January 5, 2023 | Foreign Policy

Don’t Fight the Last War

January 5, 2023 | Foreign Policy

Don’t Fight the Last War

Politicians, like generals, have a tendency to fight the last war. But Chinese leader Xi Jinping likely understands that he cannot wage a future conflict over Taiwan by replicating the strategy that failed Russia in Ukraine. Instead, rather than risk a similar stalemate, Xi will almost certainly double down on the nonmilitary, less visible, and more cost-effective war that Beijing is already waging—and, in many ways, winning. 

By declaring last September that the United States would defend Taiwan if China attacked, U.S. President Joe Biden complicated Xi’s calculus about an amphibious invasion—Beijing’s most ambitious and aggressive option to pursue reunification. No doubt the military balance of power in the Taiwan Strait is trending in China’s direction. One day, the pace of China’s military modernization and the poor state of Taiwan’s defenses could render an invasion a rational decision for Beijing.

For Chinese leaders, however, the war in Ukraine has laid bare the undeniable risks and prohibitive costs associated with a full-scale assault on Taiwan. Trying to distill only the military lessons of Russia’s war therefore distracts from much more likely Taiwan scenarios.

Indeed, Beijing has long recognized that a direct military engagement with Washington and its allies over Taiwan could result in a decisive defeat for China or lead to nuclear war. Beijing likewise understands that conventional conflict escalation often leads to strategic and political failure—even for a superpower. With these lessons in mind, China has hewed closely to a broad-spectrum gray-zone campaign focused on disrupting the Taiwanese government’s functions, paralyzing the island’s infrastructure, and leveraging an unrelenting disinformation campaign to undermine Taiwan’s political processes and bolster pro-unification narratives.

Yet the status quo remains politically untenable for China, as Taiwanese sentiment on reunification drifts ever further from Beijing’s goals. Moreover, China’s short-of-war strategy, in which pressure necessarily begets more pressure, has thus far failed to achieve the degree of political control or military supremacy that Beijing requires to shift its focus toward more conventional military operations. Russia demonstrated the importance of establishing these prerequisites when it successfully invaded and annexed Crimea in 2014. In all likelihood, therefore, Beijing’s coercive campaign against Taiwan will reach new heights in 2023.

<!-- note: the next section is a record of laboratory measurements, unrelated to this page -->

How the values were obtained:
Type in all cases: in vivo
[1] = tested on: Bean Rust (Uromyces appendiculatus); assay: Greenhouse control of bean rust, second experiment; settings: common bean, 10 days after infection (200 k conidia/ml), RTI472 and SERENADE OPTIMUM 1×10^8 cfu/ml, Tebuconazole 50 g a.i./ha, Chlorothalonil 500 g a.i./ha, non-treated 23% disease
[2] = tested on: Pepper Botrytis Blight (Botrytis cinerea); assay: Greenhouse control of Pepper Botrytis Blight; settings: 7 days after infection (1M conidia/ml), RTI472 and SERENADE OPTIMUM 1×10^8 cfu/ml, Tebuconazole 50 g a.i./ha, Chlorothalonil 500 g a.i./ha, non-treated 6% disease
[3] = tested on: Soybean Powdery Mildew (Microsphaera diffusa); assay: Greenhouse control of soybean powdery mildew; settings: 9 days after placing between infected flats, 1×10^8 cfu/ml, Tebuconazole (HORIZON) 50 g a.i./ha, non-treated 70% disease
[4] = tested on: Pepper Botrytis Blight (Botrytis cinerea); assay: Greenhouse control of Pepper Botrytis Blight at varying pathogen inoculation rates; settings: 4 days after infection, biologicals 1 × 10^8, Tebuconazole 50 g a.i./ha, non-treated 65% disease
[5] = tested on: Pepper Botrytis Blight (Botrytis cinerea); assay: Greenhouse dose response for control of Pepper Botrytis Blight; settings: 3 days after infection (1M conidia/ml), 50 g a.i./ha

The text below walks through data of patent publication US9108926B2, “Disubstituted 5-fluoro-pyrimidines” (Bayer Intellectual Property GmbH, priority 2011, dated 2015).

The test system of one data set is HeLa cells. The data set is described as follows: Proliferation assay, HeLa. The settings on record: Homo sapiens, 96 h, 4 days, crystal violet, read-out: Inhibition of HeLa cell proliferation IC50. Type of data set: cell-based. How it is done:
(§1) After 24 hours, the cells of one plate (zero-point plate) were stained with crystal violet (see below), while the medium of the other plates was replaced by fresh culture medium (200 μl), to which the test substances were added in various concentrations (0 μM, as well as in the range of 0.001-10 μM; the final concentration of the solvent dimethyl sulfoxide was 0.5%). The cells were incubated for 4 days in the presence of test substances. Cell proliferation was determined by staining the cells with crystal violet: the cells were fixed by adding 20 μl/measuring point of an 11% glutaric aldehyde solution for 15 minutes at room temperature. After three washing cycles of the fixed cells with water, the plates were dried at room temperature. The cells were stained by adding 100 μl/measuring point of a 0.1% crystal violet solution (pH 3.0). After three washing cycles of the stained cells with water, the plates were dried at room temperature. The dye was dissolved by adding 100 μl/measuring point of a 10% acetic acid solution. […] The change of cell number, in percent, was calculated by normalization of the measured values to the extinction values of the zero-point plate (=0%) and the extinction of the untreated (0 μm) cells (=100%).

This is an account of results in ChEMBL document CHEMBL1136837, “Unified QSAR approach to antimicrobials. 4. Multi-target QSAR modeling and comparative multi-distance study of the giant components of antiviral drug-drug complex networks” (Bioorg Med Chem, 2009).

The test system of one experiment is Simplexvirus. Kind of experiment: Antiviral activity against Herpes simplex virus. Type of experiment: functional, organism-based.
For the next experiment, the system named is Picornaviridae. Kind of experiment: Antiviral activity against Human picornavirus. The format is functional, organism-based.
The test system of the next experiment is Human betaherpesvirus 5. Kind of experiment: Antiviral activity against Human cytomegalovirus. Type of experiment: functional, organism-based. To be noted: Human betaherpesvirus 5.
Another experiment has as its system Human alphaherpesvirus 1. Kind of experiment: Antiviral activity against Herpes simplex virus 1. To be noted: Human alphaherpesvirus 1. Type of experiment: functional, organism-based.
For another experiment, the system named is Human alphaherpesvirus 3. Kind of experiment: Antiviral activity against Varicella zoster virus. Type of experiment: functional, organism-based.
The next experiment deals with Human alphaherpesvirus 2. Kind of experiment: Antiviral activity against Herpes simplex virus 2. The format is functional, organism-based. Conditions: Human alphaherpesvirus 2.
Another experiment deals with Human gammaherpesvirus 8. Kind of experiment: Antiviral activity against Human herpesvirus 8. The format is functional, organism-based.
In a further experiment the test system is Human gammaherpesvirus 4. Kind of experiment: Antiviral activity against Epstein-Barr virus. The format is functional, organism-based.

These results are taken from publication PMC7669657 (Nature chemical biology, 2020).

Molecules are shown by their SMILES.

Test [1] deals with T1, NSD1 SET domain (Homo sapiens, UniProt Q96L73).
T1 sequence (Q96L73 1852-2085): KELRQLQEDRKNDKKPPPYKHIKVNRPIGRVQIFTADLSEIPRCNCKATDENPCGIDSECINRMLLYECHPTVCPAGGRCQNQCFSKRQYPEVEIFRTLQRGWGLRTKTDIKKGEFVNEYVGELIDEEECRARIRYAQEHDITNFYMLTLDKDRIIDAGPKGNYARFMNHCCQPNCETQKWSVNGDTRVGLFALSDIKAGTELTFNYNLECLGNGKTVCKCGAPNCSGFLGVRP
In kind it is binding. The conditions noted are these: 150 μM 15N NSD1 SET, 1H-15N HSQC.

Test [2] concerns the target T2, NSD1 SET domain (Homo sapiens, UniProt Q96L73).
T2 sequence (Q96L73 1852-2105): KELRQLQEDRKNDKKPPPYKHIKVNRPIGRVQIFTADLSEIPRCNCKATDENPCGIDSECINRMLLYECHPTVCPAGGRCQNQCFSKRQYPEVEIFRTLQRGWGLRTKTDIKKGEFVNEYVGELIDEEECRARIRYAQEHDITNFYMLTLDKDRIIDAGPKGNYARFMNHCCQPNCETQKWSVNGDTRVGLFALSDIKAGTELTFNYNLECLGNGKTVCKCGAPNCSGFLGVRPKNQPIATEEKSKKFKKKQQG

To undermine the Taiwanese public’s faith in the ability of the armed forces to protect the island’s sovereignty, China’s near-daily aerial and naval incursions will likely increase in number and intensity. So, too, will media images broadcast by Beijing about threatening military exercises—for instance, depicting Chinese forces storming a replica of Taiwan’s presidential palace. Beyond straining Taiwan’s defenses, such actions relentlessly reinforce China’s narrative that reunification is inevitable, one way or the other. Nevertheless, what seems like the next logical step in the coercion campaign—applying an aerial or naval blockade—appears less likely, because doing so could galvanize separatist sentiment and international sympathy for Taipei, neither of which Beijing is currently prepared to counter.

In further weaponizing the information space, Beijing will leverage social media platforms, online chat groups, and traditional media to bolster its reunification narrative.

With an imminent military scenario increasingly unlikely, the bulk of China’s strategy will fall to its Central Propaganda Department, which trains cyberarmies and disseminates disinformation aimed at demoralizing and dividing Taiwanese society. In further weaponizing the information space, Beijing will progressively leverage social media platforms, online chat groups, and traditional media companies to bolster its reunification narrative. It will also use these channels to draw investment and tourists away from Taiwan and toward China. Additionally, Beijing will escalate cyber- and other network attacks against Taiwan’s critical infrastructure, financial institutions, and other targets. The goal is to exploit the island’s asymmetric economic dependence on China to pressure its politicians from pursuing policies that would bring Taiwan closer to formal independence.

Lastly, China will escalate its nonmilitary war of attrition on Taiwan’s political processes and international standing. Beijing will continue covertly funding pro-unification political parties and candidates before Taiwan’s next national election in 2024. China will similarly sustain its efforts to diplomatically strangle Taiwan, principally by degrading its participation in international forums and further winnowing down the small number of countries that recognize Taiwan.

Xi’s problem in all this—which he may not yet realize—is that China’s aggressive attempts at maneuvering below a crisis threshold could have the unintended effect of catalyzing the very superpower crisis he seeks to avoid. Gaming out these gray-zone efforts suggests that seriously escalating these provocations could lead the United States and its allies to embrace more forceful counter-responses in the future. In other words, unchecked hybrid war against Taiwan runs the real risk of resulting in a hot war with Washington, perhaps sooner rather than later. Should that happen, all bets are off. Just ask Russia.

Craig Singleton, a national security expert and former U.S. diplomat, is a senior fellow at the Foundation for Defense of Democracies (FDD), where he serves as the deputy director of FDD’s China Program. Follow him on Twitter @CraigMSingleton. FDD is a Washington, DC-based, nonpartisan research institute focused on national security and foreign policy.

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